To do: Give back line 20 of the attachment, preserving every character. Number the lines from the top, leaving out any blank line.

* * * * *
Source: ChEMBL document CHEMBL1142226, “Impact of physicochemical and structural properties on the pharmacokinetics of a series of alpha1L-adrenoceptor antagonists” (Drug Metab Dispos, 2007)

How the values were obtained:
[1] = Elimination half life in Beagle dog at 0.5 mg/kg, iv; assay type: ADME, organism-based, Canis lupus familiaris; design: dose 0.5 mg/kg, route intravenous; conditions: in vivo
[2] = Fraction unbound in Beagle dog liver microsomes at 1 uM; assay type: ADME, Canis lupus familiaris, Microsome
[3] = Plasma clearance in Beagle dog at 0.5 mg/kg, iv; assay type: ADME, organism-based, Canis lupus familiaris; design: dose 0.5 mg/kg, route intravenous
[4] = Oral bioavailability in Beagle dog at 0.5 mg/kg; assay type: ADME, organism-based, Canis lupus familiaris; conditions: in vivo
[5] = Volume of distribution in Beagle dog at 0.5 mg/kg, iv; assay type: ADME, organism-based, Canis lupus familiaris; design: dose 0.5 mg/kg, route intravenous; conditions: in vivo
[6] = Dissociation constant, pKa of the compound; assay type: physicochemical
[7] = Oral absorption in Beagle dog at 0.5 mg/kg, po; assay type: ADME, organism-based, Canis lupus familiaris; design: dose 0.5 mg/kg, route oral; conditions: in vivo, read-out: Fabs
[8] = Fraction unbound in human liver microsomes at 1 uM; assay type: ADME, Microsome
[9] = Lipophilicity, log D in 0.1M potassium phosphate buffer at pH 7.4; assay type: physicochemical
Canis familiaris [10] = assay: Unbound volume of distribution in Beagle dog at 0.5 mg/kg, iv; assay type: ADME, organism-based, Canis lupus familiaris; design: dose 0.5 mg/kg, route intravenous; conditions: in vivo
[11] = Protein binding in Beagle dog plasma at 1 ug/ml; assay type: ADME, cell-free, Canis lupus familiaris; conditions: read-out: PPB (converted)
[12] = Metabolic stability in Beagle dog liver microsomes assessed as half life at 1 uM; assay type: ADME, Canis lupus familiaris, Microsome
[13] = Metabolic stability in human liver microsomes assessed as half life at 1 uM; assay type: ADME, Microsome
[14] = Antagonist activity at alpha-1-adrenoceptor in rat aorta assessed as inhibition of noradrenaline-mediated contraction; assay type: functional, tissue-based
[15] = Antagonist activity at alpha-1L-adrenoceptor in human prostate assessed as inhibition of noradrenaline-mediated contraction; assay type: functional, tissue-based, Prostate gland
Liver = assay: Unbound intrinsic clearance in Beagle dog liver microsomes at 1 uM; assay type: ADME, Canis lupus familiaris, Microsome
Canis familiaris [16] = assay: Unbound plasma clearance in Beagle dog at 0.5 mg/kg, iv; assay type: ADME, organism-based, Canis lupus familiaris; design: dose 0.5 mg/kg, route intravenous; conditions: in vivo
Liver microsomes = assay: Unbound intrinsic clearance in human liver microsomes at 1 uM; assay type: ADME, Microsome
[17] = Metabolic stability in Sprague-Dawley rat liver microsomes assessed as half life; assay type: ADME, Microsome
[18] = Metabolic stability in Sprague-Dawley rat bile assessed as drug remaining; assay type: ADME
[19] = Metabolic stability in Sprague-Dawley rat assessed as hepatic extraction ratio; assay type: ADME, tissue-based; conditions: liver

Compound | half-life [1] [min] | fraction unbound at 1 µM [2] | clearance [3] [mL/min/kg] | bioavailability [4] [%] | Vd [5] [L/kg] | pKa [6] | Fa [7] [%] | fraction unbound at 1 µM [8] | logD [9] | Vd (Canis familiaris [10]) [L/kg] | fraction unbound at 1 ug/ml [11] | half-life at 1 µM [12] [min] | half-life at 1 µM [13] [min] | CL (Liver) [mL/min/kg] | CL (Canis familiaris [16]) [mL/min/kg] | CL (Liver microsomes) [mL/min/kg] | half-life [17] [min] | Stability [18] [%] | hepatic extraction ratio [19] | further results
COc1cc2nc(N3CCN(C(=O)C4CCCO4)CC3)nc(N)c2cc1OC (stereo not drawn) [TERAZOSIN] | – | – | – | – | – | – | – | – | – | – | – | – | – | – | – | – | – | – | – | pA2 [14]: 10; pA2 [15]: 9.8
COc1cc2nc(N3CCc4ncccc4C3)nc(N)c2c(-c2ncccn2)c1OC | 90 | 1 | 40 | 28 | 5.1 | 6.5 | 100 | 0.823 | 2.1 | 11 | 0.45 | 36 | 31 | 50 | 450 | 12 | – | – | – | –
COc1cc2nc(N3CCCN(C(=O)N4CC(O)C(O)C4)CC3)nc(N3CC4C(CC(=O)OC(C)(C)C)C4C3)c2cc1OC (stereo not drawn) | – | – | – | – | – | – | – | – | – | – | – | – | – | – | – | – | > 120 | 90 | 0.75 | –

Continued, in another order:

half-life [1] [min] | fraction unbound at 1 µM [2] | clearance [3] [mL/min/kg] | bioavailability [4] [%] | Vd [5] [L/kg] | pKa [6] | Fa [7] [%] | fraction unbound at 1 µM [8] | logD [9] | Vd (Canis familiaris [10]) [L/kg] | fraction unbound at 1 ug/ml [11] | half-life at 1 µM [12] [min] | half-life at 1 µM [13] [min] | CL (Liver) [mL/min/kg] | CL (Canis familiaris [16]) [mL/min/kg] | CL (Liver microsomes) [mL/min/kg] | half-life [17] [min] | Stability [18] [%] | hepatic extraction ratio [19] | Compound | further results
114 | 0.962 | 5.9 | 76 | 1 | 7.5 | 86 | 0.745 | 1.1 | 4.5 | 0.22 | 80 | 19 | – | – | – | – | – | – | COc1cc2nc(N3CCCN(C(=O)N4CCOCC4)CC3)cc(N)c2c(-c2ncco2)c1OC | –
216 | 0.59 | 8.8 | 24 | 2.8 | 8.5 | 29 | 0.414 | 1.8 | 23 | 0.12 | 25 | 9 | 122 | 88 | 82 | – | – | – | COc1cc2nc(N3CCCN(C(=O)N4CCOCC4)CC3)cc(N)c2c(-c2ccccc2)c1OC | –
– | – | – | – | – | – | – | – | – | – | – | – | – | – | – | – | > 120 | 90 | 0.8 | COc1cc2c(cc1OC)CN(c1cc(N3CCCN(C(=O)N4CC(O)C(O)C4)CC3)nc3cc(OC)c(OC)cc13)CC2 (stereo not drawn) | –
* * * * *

Liver microsomes = assay: Unbound intrinsic clearance in human liver microsomes at 1 uM; assay type: ADME, Microsome